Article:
Other effects that influential to decision making include:

Confirmation Bias – This can be explained as when we place more value or importance on decisions that meet with our own beliefs.

Loss Aversion – This can be explained as protecting what we have rather than taking the chance of making gains.

Sunk Cost Fallacy – When considering whether to persist in a venture, we often over emphasise the investments we have already made.

Short-term bias, Temporal Discounting – we make decisions often because we have a preference for immediate smaller rewards in favour of larger ones which maybe be delayed.

Links to sites with related articles:



For further information see New Scientist 12th November Page 39 Article “Making Your mind up”.

Categories: Uncategorized
  1. December 9, 2011 at 11:02 pm

    Self control is important for decision making. Attention Deficit Hyperactive Disorder (ADHD) is a mental disability, one of the symptoms being lack of self control and acting upon impulse. This means that people who have ADHD find it hard to make good, well thought through decisions. My boyfriend has ADHD and sadly through his life, he has suffered from making bad decisions.. BUT like your blog title suggests the stories he has from these decisions are a good laugh! This website is pretty interestinf on this topic: http://www.livestrong.com/article/209767-the-inability-to-make-good-decisions-with-adhd/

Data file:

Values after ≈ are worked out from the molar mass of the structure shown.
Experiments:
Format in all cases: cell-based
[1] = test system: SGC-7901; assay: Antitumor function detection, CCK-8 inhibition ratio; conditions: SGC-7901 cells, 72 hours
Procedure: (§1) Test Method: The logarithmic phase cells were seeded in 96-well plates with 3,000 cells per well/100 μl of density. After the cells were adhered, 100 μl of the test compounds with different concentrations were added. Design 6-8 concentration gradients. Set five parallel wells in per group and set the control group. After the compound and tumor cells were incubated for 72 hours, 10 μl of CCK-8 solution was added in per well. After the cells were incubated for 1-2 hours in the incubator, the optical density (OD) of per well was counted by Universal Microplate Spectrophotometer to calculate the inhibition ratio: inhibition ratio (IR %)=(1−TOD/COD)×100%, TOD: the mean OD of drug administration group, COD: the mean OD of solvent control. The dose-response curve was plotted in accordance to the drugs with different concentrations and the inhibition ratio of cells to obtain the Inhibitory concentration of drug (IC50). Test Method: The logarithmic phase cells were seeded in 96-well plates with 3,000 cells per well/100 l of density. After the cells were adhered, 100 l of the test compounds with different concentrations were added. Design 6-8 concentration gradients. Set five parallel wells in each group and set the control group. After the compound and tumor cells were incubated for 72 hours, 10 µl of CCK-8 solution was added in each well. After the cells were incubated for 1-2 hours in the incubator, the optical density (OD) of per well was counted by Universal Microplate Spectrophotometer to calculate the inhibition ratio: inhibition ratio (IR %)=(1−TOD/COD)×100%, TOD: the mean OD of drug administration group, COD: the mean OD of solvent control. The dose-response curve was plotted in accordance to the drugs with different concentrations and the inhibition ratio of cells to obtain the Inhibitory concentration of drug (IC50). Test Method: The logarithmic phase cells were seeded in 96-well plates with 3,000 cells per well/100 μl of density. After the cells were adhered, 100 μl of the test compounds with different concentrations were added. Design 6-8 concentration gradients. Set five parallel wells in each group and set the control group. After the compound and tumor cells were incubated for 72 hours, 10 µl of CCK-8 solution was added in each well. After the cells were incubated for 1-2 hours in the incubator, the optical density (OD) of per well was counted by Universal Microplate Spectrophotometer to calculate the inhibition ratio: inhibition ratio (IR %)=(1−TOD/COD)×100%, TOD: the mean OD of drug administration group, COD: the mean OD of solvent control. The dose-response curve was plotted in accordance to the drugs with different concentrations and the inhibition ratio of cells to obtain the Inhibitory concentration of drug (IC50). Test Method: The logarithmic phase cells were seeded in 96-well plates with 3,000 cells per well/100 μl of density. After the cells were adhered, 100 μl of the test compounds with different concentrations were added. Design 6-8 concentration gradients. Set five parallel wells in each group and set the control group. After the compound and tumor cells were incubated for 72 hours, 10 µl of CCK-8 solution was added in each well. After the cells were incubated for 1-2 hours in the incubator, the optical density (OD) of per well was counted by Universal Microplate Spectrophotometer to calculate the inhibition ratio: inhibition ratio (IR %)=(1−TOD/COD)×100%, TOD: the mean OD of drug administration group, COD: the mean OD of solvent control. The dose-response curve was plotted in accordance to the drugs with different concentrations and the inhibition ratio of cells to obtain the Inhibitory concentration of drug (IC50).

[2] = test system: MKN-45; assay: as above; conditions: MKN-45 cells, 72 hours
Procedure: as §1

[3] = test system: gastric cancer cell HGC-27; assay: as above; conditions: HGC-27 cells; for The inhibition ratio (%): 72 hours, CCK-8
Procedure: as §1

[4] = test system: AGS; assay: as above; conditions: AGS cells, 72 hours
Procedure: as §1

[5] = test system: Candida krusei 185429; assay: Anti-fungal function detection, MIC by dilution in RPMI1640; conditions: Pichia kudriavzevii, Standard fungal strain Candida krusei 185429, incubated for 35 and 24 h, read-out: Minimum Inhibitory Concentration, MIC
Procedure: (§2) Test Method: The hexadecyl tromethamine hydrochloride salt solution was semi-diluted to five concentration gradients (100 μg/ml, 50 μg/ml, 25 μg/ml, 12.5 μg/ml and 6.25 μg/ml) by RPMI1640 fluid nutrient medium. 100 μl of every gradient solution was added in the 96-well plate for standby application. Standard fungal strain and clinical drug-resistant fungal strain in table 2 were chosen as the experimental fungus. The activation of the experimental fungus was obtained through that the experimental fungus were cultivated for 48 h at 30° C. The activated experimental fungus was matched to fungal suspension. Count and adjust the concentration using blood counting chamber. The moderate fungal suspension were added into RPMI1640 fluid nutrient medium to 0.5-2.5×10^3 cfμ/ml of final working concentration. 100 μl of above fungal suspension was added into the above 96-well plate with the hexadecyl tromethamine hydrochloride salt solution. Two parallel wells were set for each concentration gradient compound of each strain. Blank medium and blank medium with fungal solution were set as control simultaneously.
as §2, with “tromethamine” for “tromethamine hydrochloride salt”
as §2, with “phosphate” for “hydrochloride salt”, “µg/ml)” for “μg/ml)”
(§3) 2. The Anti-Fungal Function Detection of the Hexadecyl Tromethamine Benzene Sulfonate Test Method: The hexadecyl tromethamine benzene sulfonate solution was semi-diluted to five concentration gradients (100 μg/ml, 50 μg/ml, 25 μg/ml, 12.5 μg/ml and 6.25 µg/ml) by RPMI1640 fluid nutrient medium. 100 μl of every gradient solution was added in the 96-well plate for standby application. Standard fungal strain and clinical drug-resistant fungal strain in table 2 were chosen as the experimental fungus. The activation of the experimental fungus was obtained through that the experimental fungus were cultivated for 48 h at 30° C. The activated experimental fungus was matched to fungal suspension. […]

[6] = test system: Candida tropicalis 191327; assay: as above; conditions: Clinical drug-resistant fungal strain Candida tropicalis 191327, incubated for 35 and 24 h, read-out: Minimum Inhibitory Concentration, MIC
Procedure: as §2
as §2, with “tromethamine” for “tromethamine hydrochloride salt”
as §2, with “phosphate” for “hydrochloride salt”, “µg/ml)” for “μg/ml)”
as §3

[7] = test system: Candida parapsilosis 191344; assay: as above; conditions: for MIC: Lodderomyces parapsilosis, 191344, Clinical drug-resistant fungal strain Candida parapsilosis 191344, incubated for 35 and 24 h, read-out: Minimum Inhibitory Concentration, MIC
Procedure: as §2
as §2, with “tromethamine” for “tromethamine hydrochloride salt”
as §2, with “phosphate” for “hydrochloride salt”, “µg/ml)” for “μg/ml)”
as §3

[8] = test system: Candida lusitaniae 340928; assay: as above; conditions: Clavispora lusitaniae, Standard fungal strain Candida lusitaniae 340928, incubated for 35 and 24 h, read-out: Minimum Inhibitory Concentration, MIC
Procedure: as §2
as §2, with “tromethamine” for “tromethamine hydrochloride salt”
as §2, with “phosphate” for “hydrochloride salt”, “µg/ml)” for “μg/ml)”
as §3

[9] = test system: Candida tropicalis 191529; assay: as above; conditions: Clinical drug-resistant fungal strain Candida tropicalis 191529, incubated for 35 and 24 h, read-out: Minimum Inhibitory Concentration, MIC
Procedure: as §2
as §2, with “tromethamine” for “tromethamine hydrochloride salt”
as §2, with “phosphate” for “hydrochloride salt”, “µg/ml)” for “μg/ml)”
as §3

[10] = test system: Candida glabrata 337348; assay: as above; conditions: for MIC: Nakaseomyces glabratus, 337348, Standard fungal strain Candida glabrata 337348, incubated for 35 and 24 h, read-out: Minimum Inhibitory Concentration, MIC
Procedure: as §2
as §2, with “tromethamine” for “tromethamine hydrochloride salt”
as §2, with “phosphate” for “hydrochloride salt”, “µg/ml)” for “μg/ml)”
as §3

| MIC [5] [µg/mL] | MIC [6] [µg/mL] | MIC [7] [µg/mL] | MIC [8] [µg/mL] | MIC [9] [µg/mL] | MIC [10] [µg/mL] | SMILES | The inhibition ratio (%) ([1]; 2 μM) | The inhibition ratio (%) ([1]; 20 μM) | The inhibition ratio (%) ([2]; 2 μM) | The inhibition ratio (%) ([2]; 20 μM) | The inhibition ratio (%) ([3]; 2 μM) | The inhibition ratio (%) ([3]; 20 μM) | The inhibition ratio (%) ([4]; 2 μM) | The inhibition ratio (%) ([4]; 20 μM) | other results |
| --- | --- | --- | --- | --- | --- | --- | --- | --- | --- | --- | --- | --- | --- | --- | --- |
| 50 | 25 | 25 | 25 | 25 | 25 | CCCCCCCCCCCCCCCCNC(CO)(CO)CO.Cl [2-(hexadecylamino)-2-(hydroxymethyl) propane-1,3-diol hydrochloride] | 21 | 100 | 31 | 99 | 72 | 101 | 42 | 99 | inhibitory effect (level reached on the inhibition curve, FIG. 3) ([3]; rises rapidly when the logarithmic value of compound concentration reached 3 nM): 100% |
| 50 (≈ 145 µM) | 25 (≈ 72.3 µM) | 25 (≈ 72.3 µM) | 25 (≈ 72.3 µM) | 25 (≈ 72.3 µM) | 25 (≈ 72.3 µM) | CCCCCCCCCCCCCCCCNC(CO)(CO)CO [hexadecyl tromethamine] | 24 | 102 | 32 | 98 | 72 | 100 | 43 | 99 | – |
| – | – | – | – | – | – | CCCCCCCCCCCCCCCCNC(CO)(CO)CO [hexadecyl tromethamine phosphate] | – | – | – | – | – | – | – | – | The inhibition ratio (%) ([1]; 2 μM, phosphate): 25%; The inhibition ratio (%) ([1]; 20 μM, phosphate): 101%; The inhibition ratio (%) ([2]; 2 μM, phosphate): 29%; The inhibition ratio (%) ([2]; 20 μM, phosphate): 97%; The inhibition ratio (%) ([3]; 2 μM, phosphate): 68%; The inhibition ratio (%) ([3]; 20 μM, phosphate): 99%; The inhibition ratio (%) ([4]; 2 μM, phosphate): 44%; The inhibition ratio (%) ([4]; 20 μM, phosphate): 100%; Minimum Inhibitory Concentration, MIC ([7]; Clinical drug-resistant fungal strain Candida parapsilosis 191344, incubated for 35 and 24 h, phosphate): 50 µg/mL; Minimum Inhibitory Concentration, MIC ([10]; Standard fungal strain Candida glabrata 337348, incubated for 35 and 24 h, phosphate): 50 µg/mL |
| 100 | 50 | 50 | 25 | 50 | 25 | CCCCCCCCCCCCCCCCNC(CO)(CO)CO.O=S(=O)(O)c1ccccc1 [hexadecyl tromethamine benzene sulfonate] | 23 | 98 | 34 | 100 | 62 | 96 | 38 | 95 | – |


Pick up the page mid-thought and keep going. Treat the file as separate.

• December 10, 2011 at 1:52 am

      Really good post and link Jess thanks for your contribution. The link provides lots of interesing reading on syptomatic poor judgement in individuals with ADHD. There is information on there that I wasnt really aware of until now. It got me thinking though also because my blog actually provides the science involved in decision making which is theorectical in basis, whereas your blog actually provides a biological reasoning an explanation. A very good start to the discussion, I look forward to seeing further posts.

  1. No trackbacks yet.

Research should be free from limitation but not regard.

Fill in your details below or click an icon to log in:

WordPress.com Logo

You are commenting using your WordPress.com account. Log Out / Change )

Twitter picture

You are commenting using your Twitter account. Log Out / Change )

Facebook photo

You are commenting using your Facebook account. Log Out / Change )

Google+ photo

You are commenting using your Google+ account. Log Out / Change )

Connecting to %s

%d bloggers like this: